In this post I thought I would share some practical new features implemented in a recent refactor of Invoke-LiveResponse. These features enable fast and modular generation of live response scripts compatible with legacy Powershell. Im going to walk through the background then some of the new features and script creation.
Invoke-LiveResponse (I-LR) is a Powershell module I put together 18 months ago to enable raw disk collections over WinRM. Leveraging Powerforensics via a custom Powershell function it enabled collections of key forensic artefacts and stdout of script results typical for live response tasks. More information can be found at the wiki, from my previous post or the code.
Unless your running a preinstalled agent based solution, an important component of live response is local execution. As WinRM is not going to be deployed in most environments a common usecase may be via system management tools, scripting or local USB based collection. Secondly, simple expandability and the ability to write new collection capabilities quickly is an important design factor. I-LR’s supportability on Powershell 2.0 and no additional requirements beyond base operating system makes it a good candidate for this task.
With that in mind, im going to explain some of the features below and walk through how custom live response scripts can be generated.
Invoke-LiveResponse leverages a new modular component for running collections. We still have the standard preconfigured collection options however a new “-custom” switch allows for dropping a scriptblock or multiple scriptblocks into the custom folder for ForensicCopy mode execution and script generation.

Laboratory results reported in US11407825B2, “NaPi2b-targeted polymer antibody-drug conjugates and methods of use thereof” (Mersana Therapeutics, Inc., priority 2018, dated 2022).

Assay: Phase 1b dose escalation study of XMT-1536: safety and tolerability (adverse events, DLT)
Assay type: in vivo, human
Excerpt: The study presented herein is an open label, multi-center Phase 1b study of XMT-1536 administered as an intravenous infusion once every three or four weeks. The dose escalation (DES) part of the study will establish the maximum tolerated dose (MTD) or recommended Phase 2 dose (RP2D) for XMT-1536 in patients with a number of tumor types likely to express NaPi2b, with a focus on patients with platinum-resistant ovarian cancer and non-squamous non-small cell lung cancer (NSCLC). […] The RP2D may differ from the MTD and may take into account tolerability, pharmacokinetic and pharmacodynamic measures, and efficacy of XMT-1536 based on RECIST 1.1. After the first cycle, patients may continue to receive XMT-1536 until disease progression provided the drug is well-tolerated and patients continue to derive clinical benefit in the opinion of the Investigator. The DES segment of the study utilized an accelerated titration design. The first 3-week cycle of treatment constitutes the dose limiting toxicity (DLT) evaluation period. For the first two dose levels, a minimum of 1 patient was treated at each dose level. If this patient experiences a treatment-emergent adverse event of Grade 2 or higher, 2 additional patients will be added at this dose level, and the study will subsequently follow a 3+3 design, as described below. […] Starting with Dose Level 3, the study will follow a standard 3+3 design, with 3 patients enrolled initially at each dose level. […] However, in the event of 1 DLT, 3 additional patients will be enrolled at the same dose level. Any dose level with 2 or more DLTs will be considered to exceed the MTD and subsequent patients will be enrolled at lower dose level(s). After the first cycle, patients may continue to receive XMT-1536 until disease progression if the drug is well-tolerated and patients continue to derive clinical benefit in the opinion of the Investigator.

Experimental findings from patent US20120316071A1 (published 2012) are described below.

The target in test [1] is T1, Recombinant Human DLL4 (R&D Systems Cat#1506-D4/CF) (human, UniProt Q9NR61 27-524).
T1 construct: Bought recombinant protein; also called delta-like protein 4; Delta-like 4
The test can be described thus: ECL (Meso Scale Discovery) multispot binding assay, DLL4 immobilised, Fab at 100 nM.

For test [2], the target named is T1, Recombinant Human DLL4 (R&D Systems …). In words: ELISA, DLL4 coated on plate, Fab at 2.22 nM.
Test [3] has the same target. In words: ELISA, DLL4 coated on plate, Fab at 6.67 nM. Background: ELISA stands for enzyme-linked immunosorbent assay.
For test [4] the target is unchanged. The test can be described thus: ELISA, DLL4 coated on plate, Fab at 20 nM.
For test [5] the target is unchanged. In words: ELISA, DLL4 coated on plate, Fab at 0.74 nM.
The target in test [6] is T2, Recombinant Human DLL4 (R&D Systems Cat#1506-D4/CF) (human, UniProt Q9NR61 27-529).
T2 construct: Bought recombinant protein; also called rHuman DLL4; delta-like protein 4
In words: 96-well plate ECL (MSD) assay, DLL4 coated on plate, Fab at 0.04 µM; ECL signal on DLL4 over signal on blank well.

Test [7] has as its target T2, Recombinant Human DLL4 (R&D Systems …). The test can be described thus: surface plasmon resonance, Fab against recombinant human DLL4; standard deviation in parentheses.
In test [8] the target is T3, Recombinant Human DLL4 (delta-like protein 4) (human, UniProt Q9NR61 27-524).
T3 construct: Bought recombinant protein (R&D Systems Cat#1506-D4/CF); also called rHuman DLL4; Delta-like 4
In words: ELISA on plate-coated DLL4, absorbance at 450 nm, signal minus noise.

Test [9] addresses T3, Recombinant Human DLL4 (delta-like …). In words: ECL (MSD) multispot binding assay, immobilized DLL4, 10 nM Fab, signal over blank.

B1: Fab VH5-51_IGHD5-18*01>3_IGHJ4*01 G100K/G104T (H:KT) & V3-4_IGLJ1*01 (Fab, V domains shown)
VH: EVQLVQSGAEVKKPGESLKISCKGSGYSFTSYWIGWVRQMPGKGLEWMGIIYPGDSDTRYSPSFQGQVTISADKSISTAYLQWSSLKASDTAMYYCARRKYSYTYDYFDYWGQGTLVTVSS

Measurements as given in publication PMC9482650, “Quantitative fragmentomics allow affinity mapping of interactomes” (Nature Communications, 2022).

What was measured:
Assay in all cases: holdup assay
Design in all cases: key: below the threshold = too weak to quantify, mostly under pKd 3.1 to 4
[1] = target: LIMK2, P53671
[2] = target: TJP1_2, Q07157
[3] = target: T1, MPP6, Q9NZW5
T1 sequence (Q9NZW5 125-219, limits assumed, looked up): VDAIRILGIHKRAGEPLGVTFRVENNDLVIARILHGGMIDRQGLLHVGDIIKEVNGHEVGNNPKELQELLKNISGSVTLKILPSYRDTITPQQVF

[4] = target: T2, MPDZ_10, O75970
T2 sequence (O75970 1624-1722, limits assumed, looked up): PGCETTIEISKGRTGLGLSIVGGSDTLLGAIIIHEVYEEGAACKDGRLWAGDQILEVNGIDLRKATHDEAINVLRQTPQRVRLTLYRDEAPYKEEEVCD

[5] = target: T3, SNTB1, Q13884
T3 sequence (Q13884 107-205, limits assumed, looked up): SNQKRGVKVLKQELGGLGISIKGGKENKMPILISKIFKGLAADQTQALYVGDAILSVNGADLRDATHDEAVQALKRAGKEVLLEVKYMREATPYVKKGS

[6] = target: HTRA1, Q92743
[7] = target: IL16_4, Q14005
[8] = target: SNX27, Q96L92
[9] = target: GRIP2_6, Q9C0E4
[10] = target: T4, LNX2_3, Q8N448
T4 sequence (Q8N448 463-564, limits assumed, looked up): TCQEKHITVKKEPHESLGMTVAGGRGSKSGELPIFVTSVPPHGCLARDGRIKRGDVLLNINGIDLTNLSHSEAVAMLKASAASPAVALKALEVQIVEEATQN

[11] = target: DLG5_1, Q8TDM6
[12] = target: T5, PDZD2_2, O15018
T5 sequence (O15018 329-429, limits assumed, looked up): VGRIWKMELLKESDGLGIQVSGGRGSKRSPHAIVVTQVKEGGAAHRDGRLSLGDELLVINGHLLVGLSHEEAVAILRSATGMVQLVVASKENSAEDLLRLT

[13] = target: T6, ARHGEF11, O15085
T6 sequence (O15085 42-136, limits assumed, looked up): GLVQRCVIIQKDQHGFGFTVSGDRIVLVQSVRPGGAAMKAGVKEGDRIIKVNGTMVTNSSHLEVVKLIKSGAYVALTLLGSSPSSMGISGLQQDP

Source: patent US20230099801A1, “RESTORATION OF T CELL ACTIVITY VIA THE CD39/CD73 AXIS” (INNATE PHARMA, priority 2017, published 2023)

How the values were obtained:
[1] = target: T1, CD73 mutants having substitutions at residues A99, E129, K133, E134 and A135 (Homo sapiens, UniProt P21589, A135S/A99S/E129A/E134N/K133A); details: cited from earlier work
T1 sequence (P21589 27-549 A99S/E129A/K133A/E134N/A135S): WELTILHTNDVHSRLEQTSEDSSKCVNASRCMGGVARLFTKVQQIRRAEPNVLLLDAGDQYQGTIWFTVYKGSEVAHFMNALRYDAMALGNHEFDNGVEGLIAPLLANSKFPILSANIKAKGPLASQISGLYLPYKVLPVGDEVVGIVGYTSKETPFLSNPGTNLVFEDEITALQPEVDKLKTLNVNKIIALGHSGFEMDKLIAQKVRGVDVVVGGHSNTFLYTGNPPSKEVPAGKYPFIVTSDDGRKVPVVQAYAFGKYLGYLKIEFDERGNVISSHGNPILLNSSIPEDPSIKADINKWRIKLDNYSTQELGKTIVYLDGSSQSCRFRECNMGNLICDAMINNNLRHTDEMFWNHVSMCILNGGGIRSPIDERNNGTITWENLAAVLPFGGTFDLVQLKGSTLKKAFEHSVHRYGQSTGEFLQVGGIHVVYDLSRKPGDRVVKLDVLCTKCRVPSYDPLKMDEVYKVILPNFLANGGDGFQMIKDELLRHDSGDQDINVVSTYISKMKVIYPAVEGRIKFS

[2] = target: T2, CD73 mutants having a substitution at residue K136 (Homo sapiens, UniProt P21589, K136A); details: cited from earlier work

Invoke-LiveResponse: -all -vss -custom with four custom collections.
Copy Preparation and Search
Under the hood, Invoke-LiveResponse now leverages a copy preparation function to simplify creating collection content. A function: Copy-LiveResponse checks for existence of items and builds a hash table of files and folders using Get-ChildItem. This enables generic glob searching on path and filtering using both Get-ChildItem or Powershell’s powerful “Where-Object” syntax. Depending on mode: Windows API via Copy-Item, or a raw copy via Invoke-ForensicCopy, copies files with fallback to the alternate method if failure.
Availible switches are familiar to anyone who uses Powershell Get-ChildItem:
Copy-LiveResponse: configuration options.
Example collection: Evidence of Execution.
Example raw collection: Event Logs.
Its worthy to note: Copy-LiveResponse leverages the Windows API for search. For basic live response of known files this was decided as the best approach as speed is improved greatly. Permissions searching with this technique does not inhibit results as the script runs as SYSTEM and “Get- ChildItem -Force” typically has complete visibility of even protected files. For NTFS special files or raw disk based search, direct use of Invoke- ForensicCopy is required. For reference, I have included an example below: